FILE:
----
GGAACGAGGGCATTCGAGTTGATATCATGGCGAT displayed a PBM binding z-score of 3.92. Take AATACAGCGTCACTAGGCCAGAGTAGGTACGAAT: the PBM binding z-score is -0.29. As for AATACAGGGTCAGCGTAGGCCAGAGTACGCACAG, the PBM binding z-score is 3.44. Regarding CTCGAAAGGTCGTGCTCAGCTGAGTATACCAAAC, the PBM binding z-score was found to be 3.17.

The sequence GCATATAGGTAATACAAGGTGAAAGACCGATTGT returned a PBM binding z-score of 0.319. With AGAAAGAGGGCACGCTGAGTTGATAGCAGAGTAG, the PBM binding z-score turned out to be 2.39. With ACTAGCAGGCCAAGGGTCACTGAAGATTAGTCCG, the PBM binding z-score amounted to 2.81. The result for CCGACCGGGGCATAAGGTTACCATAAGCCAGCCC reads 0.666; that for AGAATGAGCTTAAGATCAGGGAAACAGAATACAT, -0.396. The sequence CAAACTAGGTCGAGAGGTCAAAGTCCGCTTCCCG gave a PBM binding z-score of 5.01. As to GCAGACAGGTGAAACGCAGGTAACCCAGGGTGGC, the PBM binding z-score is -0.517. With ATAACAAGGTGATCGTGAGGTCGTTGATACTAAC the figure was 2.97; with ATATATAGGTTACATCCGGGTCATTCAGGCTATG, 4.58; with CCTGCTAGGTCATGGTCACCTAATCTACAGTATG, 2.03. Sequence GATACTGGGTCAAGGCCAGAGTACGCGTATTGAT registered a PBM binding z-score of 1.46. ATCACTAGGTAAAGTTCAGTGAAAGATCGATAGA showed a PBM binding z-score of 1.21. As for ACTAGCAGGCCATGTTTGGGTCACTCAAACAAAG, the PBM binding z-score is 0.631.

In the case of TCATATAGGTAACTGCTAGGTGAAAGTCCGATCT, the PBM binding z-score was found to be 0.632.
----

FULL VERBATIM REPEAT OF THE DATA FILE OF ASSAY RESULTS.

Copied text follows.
GGAACGAGGGCATTCGAGTTGATATCATGGCGAT displayed a PBM binding z-score of 3.92. Take AATACAGCGTCACTAGGCCAGAGTAGGTACGAAT: the PBM binding z-score is -0.29. As for AATACAGGGTCAGCGTAGGCCAGAGTACGCACAG, the PBM binding z-score is 3.44. Regarding CTCGAAAGGTCGTGCTCAGCTGAGTATACCAAAC, the PBM binding z-score was found to be 3.17.

The sequence GCATATAGGTAATACAAGGTGAAAGACCGATTGT returned a PBM binding z-score of 0.319. With AGAAAGAGGGCACGCTGAGTTGATAGCAGAGTAG, the PBM binding z-score turned out to be 2.39. With ACTAGCAGGCCAAGGGTCACTGAAGATTAGTCCG, the PBM binding z-score amounted to 2.81. The result for CCGACCGGGGCATAAGGTTACCATAAGCCAGCCC reads 0.666; that for AGAATGAGCTTAAGATCAGGGAAACAGAATACAT, -0.396. The sequence CAAACTAGGTCGAGAGGTCAAAGTCCGCTTCCCG gave a PBM binding z-score of 5.01. As to GCAGACAGGTGAAACGCAGGTAACCCAGGGTGGC, the PBM binding z-score is -0.517. With ATAACAAGGTGATCGTGAGGTCGTTGATACTAAC the figure was 2.97; with ATATATAGGTTACATCCGGGTCATTCAGGCTATG, 4.58; with CCTGCTAGGTCATGGTCACCTAATCTACAGTATG, 2.03. Sequence GATACTGGGTCAAGGCCAGAGTACGCGTATTGAT registered a PBM binding z-score of 1.46. ATCACTAGGTAAAGTTCAGTGAAAGATCGATAGA showed a PBM binding z-score of 1.21. As for ACTAGCAGGCCATGTTTGGGTCACTCAAACAAAG, the PBM binding z-score is 0.631.

In the case of TCATATAGGTAACTGCTAGGTGAAAGTCCGATCT, the PBM binding z-score was found to be 0.632.